They say,
What would you like to do
or where would you like to work.
I think, Earth, I’d like to work
on Earth, third in from the sun.
Does the bear say,
I work in this section of the forest.
Does the eagle say,
I work in this part of space.
Does the shark say,
I swim only here.
Does the shark say,
I swim only here.
Does the air work or wind.
And what kind of work do I want to do?

I say,
I want to eat and sleep and explore
like the bear and the eagle and the shark.
I want to speak like the wind and breathe air
I want to hang a sign on my door:
Do not disturb when I’m at work
They say,
this is lazy.
They say,
you are worthless.
They say,
you have no ambition.
And I tell them,
I am an unambitious worthless problem
like the air and the wind.
I will sleep and dream like the air and
move in passion like the wind
when it pleases me and for
no one.

They say,
What would you like to do
or where would you like to work.
They tell me,
Do something you like to do
life is wonderful when you 
like your job.
I tell them,
It is an oxymoron to like
your job
as if a convict ever loves
his cell.
They say,
Learn to drive a tractor trailer or fix
automobile transmissions or
learn to weld or fix toilets
or serve drinks with paper umbrellas to people under the
shade and I think,
No one likes to work
the name itself implies
contempt, a comfortable
contempt like the old convict who
after years
accepts his cell as home.
Some people like their jobs,
they say
and I think,
Who likes their job?
Does the garbageman really like picking up shit all day?
Do tellers like to sit all day behind a bullet proof
glass wall?
Even poets don’t really like to teach workshops.
(I have heard them say this.)
Fill ketchup bottles, stuff sausages, clean pots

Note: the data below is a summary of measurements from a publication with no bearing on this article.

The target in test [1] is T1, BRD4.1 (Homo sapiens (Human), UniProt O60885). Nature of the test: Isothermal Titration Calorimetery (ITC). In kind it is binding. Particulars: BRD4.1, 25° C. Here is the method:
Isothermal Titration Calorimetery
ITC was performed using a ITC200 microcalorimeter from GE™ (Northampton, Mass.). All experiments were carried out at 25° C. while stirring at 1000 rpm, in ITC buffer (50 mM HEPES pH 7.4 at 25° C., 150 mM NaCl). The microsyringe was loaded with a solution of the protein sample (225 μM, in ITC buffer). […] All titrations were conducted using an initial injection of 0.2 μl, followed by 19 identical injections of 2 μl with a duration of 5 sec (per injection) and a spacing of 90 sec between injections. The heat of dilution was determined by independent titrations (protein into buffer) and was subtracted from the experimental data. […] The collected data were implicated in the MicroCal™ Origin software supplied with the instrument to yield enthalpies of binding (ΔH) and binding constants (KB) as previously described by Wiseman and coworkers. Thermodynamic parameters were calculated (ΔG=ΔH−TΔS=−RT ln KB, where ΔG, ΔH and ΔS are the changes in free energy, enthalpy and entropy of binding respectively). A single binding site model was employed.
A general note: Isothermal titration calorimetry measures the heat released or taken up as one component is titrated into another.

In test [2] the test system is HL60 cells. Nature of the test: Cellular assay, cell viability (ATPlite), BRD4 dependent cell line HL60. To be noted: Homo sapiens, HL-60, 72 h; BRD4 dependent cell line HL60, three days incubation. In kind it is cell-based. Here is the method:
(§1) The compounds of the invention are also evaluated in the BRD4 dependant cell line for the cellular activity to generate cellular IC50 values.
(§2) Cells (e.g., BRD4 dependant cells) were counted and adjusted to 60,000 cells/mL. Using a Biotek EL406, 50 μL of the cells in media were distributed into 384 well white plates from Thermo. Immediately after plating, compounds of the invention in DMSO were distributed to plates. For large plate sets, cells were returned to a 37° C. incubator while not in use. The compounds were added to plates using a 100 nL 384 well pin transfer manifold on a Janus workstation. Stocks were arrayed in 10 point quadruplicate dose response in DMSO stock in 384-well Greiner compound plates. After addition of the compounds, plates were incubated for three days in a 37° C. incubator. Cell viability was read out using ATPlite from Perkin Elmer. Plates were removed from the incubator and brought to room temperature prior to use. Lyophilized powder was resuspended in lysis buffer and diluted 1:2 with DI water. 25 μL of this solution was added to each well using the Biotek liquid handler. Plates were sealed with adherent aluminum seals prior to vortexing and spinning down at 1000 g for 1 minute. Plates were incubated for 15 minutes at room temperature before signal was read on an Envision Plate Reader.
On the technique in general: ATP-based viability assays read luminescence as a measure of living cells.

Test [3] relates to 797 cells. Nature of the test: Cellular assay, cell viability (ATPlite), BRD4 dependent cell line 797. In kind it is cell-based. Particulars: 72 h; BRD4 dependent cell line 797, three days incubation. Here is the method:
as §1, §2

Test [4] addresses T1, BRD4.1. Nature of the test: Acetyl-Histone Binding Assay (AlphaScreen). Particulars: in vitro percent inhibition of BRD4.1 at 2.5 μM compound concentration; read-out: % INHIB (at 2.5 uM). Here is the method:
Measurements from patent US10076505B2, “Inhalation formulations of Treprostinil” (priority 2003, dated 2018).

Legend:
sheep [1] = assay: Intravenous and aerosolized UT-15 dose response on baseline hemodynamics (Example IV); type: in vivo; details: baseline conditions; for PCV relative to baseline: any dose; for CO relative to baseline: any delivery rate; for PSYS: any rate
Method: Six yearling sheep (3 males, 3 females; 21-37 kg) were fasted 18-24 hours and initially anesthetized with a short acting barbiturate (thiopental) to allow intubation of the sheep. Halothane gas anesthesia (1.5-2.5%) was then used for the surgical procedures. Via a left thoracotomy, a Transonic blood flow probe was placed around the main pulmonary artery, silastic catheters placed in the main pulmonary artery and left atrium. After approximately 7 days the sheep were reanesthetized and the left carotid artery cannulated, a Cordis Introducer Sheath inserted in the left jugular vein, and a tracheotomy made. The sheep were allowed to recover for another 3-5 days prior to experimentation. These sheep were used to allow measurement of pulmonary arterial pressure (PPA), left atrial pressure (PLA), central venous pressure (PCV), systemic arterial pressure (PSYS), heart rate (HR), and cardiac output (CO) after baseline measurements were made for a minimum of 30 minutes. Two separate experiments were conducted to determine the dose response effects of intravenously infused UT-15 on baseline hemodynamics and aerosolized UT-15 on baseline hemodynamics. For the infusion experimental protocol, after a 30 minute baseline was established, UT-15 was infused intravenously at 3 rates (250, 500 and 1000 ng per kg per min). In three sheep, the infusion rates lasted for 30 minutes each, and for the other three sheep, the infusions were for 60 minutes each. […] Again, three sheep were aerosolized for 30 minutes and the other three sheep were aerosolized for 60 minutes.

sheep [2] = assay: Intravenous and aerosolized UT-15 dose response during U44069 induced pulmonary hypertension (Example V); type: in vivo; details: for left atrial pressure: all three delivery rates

or sell hot dogs and cigarettes.
And if you say,
Doctors love their work or dentists love
their work or lawyers or engineers or stock brokers
then why,
why do they value
vacations as much as the
garbageman and the teller and the sausage stuffer and
the pot cleaner?
Baseball players like their work
some actors and poets and
all sleepers
who dream.

What kind of things perpetuate work?
yes cancer makes work.
It makes works for surgeons and people who run
self-examination breast programs.
It makes work for social workers and therapists
and nurses and chemical manufacturers and the people
who clean the floors in hospitals
and those who make the paper cups in hospital
bathrooms and makers of
high fiber cereal
and companies who advertise for
high fiber cereals and
morticians and casket makers and
people who supply the metal for
ash carrying urns and for the miners
of iron ore used for metal
ash carrying urns
and for florists and greeting card companies.
It makes work for
wig makers and sellers of wigs
and for plastic tube markets
and journalists and typesetters
and single parent rap group organizer
and ecologists and environmentalists
and lab technicians
and surgeons and people who run
self-examination breast programs.
Oh, I’ve said that already.

Factories would close without
but plants would still grow
wind would still blow
mountains would still fold.
Without prison guards there would be
no prisons.
And doctors could not work without
orderlies and secretaries
the dry cleaners
the house cleaners
the supermarket stock boys
the tellers
the mechanics and the fixers of
automobile transmissions and toilers.

Armies could not function without
foot soldiers.
We have set this nightmare into motion and
we can stop it.

set your alarm for noon or turn it off and sleep
until you want to get up,
Bears do this, cats do this, birds do this
so why should we be any different
inhabitants on this third planet in
from the sun
somewhere spinning and revolving in the
yes, the universe is not up there
its here
and we’re in it.
Quit and sleep.
Sleep and dream.
Stop it
stop it
you’re killing me.

Thanks again, folks, for your time.

*Azfar Hussain

Department of English
Oklahoma State University
Stillwater, OK 74078-4069, USA

E-mail: azfarhussain1@gmail.com


January 30, 2009 - Posted by | Azfar Hussain, Poetry, Political Economy

1 Comment »

  1. Oshadharon

    Comment by adil rahaman | September 18, 2009 | Reply